Graveyard of the Atlantic, Shipwrecks of the North Carolina Coast
“Graveyard” is no exaggeration: one need only consult the last chapter of the book for a listing of many of the “vessels totally lost” to appreciate just how appropriate the title of the book truly is. Page after page after page of information regarding ships that were lost along just the North Carolina coast. And the list doesn’t even begin in earnest until the 1830s when records began to be kept and ends in 1945.
Graveyard of the Atlantic was originally published in 1952 and then reissued in 1989. (Stick, an Outer Banks resident since 1929 of whom it is said that Amelia Earhart once took him along on her way to the 25th anniversary commemoration of the first flight by the Wright brothers where he, then 8 years old, met Orville, died in 2009.) It is an excellent example of the gifts that university presses provide us, books that might not otherwise see the light of day. In this case, it is an example of the type of book that a university press might keep in print for a long time because it pertains to state or regional history.
This book captured my attention many years ago while I was still a student in high school. Not being very familiar with the various types of sailing ships, the illustration showing a chart of the ship, masts, and rigging impressed me enough to copy it into a notebook and use it whenever I read a book that mentioned sailing ships. It was something of a delight to rediscover the book once again now.
The book is primarily a series of short sketches describing the story and circumstances regarding many of the ships that met their fate somewhere along the North Carolina coast. Most are fairly short, several as short as just a few paragraphs, others a bit longer, but not that much longer, rarely more than a few pages. This means that a reader can dip into the book here or there and then find himself randomly reading about the trawler Anna May, which met its fate in December 1931, or the French bark Emilie, which sank during another December, that of 1845.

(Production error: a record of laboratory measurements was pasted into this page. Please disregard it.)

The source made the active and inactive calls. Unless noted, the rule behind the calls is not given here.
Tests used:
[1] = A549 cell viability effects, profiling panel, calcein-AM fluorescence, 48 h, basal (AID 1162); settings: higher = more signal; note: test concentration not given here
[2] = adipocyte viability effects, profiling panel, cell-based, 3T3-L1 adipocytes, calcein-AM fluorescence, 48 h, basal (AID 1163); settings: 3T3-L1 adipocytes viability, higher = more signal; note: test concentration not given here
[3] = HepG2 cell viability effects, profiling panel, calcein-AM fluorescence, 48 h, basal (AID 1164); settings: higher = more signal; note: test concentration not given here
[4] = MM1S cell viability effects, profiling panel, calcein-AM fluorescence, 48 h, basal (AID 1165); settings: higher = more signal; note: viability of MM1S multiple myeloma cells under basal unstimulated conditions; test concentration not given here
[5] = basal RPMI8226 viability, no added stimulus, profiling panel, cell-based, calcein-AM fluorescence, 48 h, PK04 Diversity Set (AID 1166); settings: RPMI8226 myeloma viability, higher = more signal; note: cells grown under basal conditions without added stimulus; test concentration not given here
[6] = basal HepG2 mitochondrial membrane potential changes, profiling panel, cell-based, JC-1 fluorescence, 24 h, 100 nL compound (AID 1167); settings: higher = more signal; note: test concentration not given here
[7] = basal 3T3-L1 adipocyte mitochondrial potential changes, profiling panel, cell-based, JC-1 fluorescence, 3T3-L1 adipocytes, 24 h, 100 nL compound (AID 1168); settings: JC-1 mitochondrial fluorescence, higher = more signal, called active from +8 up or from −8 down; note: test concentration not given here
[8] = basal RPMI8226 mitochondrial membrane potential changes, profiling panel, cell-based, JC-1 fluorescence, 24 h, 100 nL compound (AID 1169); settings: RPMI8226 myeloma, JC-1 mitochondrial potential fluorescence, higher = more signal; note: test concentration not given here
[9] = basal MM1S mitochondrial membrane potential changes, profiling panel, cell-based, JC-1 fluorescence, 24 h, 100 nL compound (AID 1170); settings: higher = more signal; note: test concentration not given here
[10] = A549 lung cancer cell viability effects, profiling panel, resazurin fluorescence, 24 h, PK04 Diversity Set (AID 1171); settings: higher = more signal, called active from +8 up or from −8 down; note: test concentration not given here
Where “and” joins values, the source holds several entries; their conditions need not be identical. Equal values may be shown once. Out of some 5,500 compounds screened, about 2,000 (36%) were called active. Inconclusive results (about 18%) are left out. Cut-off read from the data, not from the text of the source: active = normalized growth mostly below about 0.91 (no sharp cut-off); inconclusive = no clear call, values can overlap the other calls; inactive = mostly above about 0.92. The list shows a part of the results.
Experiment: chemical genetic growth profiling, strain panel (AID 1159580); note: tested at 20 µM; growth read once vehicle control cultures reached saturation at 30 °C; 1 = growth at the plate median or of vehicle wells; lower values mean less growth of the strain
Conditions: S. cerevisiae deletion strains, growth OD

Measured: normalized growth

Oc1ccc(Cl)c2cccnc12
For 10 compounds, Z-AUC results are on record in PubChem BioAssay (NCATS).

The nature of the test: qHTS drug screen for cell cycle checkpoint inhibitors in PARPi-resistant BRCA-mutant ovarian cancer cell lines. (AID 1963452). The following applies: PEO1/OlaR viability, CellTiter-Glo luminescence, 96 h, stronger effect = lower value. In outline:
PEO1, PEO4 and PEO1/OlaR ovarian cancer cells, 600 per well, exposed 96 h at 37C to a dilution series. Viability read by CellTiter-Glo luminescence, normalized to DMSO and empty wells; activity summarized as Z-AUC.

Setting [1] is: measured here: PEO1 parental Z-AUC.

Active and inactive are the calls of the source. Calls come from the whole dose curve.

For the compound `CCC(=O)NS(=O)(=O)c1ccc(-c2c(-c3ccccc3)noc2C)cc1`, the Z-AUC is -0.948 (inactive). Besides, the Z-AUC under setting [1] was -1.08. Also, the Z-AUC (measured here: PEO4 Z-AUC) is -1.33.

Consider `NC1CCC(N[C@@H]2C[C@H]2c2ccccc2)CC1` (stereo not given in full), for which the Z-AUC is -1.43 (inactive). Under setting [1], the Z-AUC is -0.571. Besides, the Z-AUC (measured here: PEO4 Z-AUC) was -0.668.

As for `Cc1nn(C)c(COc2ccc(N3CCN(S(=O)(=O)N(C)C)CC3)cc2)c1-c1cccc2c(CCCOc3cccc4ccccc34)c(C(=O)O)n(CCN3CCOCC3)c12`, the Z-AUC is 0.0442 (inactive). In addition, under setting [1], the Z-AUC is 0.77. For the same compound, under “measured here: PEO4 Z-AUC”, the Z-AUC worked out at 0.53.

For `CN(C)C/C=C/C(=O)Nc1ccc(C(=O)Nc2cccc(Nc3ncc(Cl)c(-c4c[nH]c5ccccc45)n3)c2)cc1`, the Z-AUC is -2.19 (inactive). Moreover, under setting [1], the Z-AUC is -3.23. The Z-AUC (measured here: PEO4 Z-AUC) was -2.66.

While most of the book is devoted to short sketches, the fates of two vessels, the Huron in 1877 and the Metropolis a year later provide the author an opportunity to devote sufficient time to these shipwrecks to establish not only context for the event, but to weave good stories, bringing to light the heroism of those on shore whose duties involved the saving of lives in often extremely hazardous conditions.
My visits to coastal North Carolina were never quite the same after reading Graveyard of the Atlantic. What had once been rather abstract notions about the fate of those ships that encountered misfortune between Wash Woods in the north to the Little River Inlet to the south, literally hundreds and hundreds of them, now had become almost visceral images of what they must really have endured. Even today, it is difficult to gaze out at the North Carolina coast and not have thoughts cross my mind about what ships may have struggled a losing fight against the seas and now lie beneath the very waves I am watching roll in.
This is both an enjoyable book and an informative one, bringing to light an often forgotten aspect of both sea travel as well as the history of a coastal state. I found as interesting to read many decades later as I did upon my first encounter. It is not often that one can say that about a book!
Illustrated by David Stick’s father Frank, a trained artist who had studied at the Chicago Art Institute and drew many covers for Field and Stream and other magazines.
Copyright 2013, Don Capps (speedreaders.info).